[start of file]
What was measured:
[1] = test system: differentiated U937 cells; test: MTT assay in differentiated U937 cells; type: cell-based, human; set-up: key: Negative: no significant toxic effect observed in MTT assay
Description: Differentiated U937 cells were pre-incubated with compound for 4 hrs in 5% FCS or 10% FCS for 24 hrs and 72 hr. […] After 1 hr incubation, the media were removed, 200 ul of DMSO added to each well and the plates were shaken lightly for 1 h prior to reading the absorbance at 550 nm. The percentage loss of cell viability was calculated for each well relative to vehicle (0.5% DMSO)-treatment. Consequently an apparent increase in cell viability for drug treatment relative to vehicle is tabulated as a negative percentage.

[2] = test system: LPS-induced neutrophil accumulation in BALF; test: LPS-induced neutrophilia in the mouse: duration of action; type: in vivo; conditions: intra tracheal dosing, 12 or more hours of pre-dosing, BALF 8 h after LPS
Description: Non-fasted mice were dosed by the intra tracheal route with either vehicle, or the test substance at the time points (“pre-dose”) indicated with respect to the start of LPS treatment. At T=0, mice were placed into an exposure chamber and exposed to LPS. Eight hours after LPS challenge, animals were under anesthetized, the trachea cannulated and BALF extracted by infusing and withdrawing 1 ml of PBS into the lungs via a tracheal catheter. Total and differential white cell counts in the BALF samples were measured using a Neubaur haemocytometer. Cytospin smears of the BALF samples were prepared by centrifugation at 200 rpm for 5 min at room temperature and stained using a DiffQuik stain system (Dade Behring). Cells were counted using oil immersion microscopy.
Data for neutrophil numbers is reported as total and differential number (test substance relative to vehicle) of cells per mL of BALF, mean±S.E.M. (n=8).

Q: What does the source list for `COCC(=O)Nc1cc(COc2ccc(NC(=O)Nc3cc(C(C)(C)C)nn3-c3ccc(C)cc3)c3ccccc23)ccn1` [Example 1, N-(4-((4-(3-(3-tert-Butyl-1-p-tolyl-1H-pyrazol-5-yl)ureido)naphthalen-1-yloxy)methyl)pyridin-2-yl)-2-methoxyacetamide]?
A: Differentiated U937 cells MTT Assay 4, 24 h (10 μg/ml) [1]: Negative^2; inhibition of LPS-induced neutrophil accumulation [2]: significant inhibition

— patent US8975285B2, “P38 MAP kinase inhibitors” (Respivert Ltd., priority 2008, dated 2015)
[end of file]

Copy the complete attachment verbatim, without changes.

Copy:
What was measured:
[1] = test system: differentiated U937 cells; test: MTT assay in differentiated U937 cells; type: cell-based, human; set-up: key: Negative: no significant toxic effect observed in MTT assay
Description: Differentiated U937 cells were pre-incubated with compound for 4 hrs in 5% FCS or 10% FCS for 24 hrs and 72 hr. […] After 1 hr incubation, the media were removed, 200 ul of DMSO added to each well and the plates were shaken lightly for 1 h prior to reading the absorbance at 550 nm. The percentage loss of cell viability was calculated for each well relative to vehicle (0.5% DMSO)-treatment. Consequently an apparent increase in cell viability for drug treatment relative to vehicle is tabulated as a negative percentage.

[2] = test system: LPS-induced neutrophil accumulation in BALF; test: LPS-induced neutrophilia in the mouse: duration of action; type: in vivo; conditions: intra tracheal dosing, 12 or more hours of pre-dosing, BALF 8 h after LPS
Description: Non-fasted mice were dosed by the intra tracheal route with either vehicle, or the test substance at the time points (“pre-dose”) indicated with respect to the start of LPS treatment. At T=0, mice were placed into an exposure chamber and exposed to LPS. Eight hours after LPS challenge, animals were under anesthetized, the trachea cannulated and BALF extracted by infusing and withdrawing 1 ml of PBS into the lungs via a tracheal catheter. Total and differential white cell counts in the BALF samples were measured using a Neubaur haemocytometer. Cytospin smears of the BALF samples were prepared by centrifugation at 200 rpm for 5 min at room temperature and stained using a DiffQuik stain system (Dade Behring). Cells were counted using oil immersion microscopy.
Data for neutrophil numbers is reported as total and differential number (test substance relative to vehicle) of cells per mL of BALF, mean±S.E.M. (n=8).

Q: What does the source list for `COCC(=O)Nc1cc(COc2ccc(NC(=O)Nc3cc(C(C)(C)C)nn3-c3ccc(C)cc3)c3ccccc23)ccn1` [Example 1, N-(4-((4-(3-(3-tert-Butyl-1-p-tolyl-1H-pyrazol-5-yl)ureido)naphthalen-1-yloxy)methyl)pyridin-2-yl)-2-methoxyacetamide]?
A: Differentiated U937 cells MTT Assay 4, 24 h (10 μg/ml) [1]: Negative^2; inhibition of LPS-induced neutrophil accumulation [2]: significant inhibition

— patent US8975285B2, “P38 MAP kinase inhibitors” (Respivert Ltd., priority 2008, dated 2015)